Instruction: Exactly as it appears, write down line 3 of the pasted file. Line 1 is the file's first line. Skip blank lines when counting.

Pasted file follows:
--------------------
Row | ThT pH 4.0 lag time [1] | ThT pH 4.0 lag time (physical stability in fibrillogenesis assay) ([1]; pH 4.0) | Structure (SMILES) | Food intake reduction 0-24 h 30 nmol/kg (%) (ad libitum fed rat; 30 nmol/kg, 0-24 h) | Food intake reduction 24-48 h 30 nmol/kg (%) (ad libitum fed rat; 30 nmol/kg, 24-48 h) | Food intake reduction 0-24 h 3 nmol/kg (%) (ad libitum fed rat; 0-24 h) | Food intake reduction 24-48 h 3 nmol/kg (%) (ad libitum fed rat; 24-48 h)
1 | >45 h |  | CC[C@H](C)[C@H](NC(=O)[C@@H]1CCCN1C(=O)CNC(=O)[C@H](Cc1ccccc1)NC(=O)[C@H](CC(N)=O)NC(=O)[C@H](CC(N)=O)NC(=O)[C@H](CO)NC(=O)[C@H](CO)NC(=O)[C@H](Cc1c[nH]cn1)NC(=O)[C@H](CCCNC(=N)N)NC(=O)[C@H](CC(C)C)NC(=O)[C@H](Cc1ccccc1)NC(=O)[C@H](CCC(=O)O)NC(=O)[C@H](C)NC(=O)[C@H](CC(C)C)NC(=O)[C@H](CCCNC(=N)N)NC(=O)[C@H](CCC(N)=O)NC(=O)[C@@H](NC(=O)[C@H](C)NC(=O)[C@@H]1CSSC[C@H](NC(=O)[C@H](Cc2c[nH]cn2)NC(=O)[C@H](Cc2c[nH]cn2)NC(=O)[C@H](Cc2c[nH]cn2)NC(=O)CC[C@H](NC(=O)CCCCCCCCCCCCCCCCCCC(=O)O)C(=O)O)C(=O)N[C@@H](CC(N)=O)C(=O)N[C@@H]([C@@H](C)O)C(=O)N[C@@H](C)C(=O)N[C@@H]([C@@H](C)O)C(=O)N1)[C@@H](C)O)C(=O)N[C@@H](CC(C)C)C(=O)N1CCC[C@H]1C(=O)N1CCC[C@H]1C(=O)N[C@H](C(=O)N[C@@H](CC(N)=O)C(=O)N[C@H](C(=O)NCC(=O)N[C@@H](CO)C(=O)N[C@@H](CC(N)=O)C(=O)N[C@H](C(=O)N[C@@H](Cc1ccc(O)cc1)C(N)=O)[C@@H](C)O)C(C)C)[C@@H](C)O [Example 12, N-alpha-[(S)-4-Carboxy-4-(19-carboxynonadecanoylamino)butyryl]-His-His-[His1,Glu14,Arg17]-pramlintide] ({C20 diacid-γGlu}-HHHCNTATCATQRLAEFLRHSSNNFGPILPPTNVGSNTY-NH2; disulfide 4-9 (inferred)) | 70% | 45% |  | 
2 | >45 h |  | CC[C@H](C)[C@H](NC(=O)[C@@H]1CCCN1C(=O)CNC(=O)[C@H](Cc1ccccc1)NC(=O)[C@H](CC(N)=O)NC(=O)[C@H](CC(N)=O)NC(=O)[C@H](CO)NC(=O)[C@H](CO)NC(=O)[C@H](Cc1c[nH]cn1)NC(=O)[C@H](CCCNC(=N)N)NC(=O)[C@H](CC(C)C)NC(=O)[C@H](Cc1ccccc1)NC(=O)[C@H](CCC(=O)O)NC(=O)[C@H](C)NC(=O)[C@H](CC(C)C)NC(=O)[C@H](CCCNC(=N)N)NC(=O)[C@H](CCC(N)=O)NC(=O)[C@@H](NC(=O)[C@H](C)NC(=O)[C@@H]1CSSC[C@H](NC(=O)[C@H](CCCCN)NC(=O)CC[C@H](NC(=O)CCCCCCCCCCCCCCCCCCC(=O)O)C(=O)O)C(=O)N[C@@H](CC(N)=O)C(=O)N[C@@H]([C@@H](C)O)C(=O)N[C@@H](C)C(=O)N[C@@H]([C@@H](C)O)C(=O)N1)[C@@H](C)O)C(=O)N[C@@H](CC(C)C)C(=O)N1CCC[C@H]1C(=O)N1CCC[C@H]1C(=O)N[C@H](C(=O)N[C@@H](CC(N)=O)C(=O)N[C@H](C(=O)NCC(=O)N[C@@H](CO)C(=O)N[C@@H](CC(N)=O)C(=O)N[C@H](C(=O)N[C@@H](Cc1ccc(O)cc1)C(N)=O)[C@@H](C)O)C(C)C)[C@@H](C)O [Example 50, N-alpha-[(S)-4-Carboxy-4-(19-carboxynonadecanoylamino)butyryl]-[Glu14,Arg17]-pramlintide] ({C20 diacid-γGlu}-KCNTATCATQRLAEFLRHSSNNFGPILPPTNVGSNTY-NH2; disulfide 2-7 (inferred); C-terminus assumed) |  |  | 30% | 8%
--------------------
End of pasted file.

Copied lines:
2 | >45 h |  | CC[C@H](C)[C@H](NC(=O)[C@@H]1CCCN1C(=O)CNC(=O)[C@H](Cc1ccccc1)NC(=O)[C@H](CC(N)=O)NC(=O)[C@H](CC(N)=O)NC(=O)[C@H](CO)NC(=O)[C@H](CO)NC(=O)[C@H](Cc1c[nH]cn1)NC(=O)[C@H](CCCNC(=N)N)NC(=O)[C@H](CC(C)C)NC(=O)[C@H](Cc1ccccc1)NC(=O)[C@H](CCC(=O)O)NC(=O)[C@H](C)NC(=O)[C@H](CC(C)C)NC(=O)[C@H](CCCNC(=N)N)NC(=O)[C@H](CCC(N)=O)NC(=O)[C@@H](NC(=O)[C@H](C)NC(=O)[C@@H]1CSSC[C@H](NC(=O)[C@H](CCCCN)NC(=O)CC[C@H](NC(=O)CCCCCCCCCCCCCCCCCCC(=O)O)C(=O)O)C(=O)N[C@@H](CC(N)=O)C(=O)N[C@@H]([C@@H](C)O)C(=O)N[C@@H](C)C(=O)N[C@@H]([C@@H](C)O)C(=O)N1)[C@@H](C)O)C(=O)N[C@@H](CC(C)C)C(=O)N1CCC[C@H]1C(=O)N1CCC[C@H]1C(=O)N[C@H](C(=O)N[C@@H](CC(N)=O)C(=O)N[C@H](C(=O)NCC(=O)N[C@@H](CO)C(=O)N[C@@H](CC(N)=O)C(=O)N[C@H](C(=O)N[C@@H](Cc1ccc(O)cc1)C(N)=O)[C@@H](C)O)C(C)C)[C@@H](C)O [Example 50, N-alpha-[(S)-4-Carboxy-4-(19-carboxynonadecanoylamino)butyryl]-[Glu14,Arg17]-pramlintide] ({C20 diacid-γGlu}-KCNTATCATQRLAEFLRHSSNNFGPILPPTNVGSNTY-NH2; disulfide 2-7 (inferred); C-terminus assumed) |  |  | 30% | 8%